African Grass Owl at Chestnut Country Lodge

Post 1 of 18

Some time in this job we get to work long hours! Last night locking up with the wind making noise and hearing the owls chatting I walked home with eyes wide open. What I did not expect to see is this very large OWL – and after much research this morning found it to be the African Grass Owl staring at me from the top Grass section of our house.

We have a spot light up there shining on our fence but it also lights up the big grass patch too. This African Grass Owl stood there staring at me! He/she did not move a muscle just stared as me while I stared at it.
I have been hearing the owls calling for a couple of weeks now and how exciting to have them here at Chestnut Country Lodge! I am going to be more focused on spotting them now that I have witnessed the 1 owl. I do hope I get to see the other! I know there are 2 of them as they call each other in the evenings and it is always a delight to hear. Sometimes I just want to call out and see if they respond.
We are the perfect property for these African Grass Owls, as there is so much grass around so for nesting it will be the perfect area. I am just hoping that they will stay.
Here is a little info on them complements of www.owlpages.com
Description: The facial disc is whitish-cream, with a thin yellowish-buff rim that is densely spotted dark. Eyes are brownish-black, and the bill is whitish to pale pink.
The entire upperparts from the crown to the lower back and wing-coverts is uniform sooty blackish-brown, with scattered small white spots and greyish flecks. Primaries and secondaries are pale brownish-grey with darker bars and yellowish bases. The tail is short, with the central feathers uniform brown, and outer feathers becoming paler (almost white) towards the edges, and showing about 4 dark bars. Underparts are whitish to creamy-brownish with dark spots. Legs are feathered whitish to the lower third of the tarsi. The remainder of the tarsi and the toes are slightly bristled and coloured pale yellowish-grey. Claws are dark greyish-brown to blackish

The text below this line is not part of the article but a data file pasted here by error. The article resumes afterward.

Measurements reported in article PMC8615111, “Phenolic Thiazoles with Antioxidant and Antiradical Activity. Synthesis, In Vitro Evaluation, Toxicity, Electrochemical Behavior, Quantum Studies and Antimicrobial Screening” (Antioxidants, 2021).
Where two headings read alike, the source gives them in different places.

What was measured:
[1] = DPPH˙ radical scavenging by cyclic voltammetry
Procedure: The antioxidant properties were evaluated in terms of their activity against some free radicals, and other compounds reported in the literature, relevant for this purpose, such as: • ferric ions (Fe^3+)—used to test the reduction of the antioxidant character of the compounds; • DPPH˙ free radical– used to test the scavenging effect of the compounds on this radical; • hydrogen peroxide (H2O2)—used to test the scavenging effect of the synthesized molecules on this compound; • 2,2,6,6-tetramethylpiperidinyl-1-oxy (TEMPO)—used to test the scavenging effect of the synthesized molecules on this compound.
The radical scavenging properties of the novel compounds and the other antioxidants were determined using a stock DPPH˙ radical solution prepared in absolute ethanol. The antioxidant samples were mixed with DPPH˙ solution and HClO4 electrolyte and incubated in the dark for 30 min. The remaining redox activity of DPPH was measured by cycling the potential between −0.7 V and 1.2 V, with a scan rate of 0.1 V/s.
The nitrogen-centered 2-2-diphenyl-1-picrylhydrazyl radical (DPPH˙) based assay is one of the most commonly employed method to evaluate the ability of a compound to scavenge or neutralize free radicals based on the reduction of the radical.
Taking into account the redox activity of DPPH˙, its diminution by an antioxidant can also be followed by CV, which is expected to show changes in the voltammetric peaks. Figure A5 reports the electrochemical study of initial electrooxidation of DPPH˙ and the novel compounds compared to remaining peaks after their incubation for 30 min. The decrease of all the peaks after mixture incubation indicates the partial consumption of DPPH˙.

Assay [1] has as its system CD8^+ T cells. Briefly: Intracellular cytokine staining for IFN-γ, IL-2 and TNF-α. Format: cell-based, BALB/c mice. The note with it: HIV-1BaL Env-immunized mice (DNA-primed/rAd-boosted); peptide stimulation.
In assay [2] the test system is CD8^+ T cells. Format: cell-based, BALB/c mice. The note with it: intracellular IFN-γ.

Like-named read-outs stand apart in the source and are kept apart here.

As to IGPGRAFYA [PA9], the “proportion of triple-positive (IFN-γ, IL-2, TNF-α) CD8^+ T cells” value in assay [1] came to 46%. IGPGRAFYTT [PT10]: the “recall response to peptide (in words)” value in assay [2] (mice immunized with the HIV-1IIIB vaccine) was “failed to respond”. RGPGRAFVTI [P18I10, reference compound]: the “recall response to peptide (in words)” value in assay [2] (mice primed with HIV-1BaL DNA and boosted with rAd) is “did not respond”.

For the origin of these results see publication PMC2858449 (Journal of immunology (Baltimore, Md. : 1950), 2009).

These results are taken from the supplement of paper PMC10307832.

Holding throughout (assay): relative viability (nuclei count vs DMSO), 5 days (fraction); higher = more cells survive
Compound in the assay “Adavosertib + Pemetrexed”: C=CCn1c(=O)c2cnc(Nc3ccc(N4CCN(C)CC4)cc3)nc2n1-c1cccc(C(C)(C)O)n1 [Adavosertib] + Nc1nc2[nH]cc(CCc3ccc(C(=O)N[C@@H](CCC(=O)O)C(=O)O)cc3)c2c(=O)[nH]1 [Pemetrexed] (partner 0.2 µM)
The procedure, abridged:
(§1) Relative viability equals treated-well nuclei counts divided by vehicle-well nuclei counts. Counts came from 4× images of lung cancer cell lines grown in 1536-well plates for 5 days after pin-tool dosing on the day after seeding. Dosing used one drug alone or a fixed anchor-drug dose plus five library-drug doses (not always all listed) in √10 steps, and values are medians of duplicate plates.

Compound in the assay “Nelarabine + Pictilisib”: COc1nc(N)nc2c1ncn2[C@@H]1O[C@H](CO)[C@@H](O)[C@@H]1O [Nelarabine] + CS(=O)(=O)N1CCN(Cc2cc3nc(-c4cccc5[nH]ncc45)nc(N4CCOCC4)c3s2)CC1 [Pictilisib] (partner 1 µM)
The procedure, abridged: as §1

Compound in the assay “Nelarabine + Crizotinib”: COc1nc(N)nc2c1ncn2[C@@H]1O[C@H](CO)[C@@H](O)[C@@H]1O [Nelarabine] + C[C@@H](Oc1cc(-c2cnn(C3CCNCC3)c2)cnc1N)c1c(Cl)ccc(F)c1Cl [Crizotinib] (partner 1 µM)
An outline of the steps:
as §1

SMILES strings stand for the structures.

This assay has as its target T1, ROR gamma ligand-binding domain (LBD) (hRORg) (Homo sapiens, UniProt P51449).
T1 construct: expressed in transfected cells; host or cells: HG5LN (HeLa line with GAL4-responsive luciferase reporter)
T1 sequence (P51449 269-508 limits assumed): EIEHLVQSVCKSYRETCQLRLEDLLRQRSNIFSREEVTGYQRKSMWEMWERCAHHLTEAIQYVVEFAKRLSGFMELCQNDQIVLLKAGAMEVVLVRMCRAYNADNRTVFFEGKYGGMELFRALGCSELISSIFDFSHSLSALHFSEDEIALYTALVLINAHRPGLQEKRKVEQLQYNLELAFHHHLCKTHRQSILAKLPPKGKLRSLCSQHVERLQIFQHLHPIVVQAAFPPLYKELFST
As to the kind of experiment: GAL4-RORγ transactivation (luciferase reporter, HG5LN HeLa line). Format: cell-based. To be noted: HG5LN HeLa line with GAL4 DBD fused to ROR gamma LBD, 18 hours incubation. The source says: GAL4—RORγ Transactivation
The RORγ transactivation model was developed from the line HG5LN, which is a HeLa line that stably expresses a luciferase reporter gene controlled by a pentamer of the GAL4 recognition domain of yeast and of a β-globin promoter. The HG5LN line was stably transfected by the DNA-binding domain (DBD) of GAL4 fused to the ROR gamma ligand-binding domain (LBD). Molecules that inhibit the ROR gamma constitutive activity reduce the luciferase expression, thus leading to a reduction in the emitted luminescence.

Size: Length 38-42cm. Wing length 283-345mm. Weight 355-520g. (It looked like a Giant last night! Lol)

Habits: The African Grass Owl is a nocturnal bird, rarely seen flying in the daytime. Roosts during the day on the ground in tall, often tangled grass. Domed platforms and tunnels are created by trampling down the surrounding grass. Tunnels can be several metres long and connect with other tunnels. A domed platform at the end of a tunnel serves as the nest or daytime roost. Paired owls often roost together and sometimes small parties may have roosts quite close to one another.
This owl becomes active after sunset and hunts at night. If food is scarce, they may be seen flying in the early morning or late afternoon.

Voice: A screeching call similar to the Common Barn Owl, but less strident. A high-pitched sibilant tremolo of 1-2 seconds is thought to be the song of the male.
Hunting & Food: The African Grass Owl prefers rodents and other small mammals up to about 100g, taken from the ground. They may also catch bats, large insects and small birds in the air as well as on the ground. Normally hunts in a wavering flight low over the ground, listening and watching for prey, but will also hunt from a perch.

Breeding: Breeds from December to August, but mainly February to April. The nest is a shallow hollow lined with grass at the end of a grass tunnel. 2-4 white eggs are laid, averaging 41.1 x 32.7mm, normally at 2 day intervals. The female incubates the eggs alone, while the male supplies the food. Incubation starts with the first egg and lasts 32-42 days. The young are fed by the brooding female using food brought by the male for about 10 days; thereafter, both parents feed the chicks. When the nestlings are about 4 weeks old, the female no longer roosts at the nest. At 5 weeks the young begin to wander around the nest, and then at 7 weeks they make their first attempts at flying. After leaving the nest, the young remain with the parents for about 3 weeks, before becoming independent.

So for any of you bird lovers come on down and enjoy our winter special and see if you too can witness this beautiful Owl!

This article was written by africa360

Menu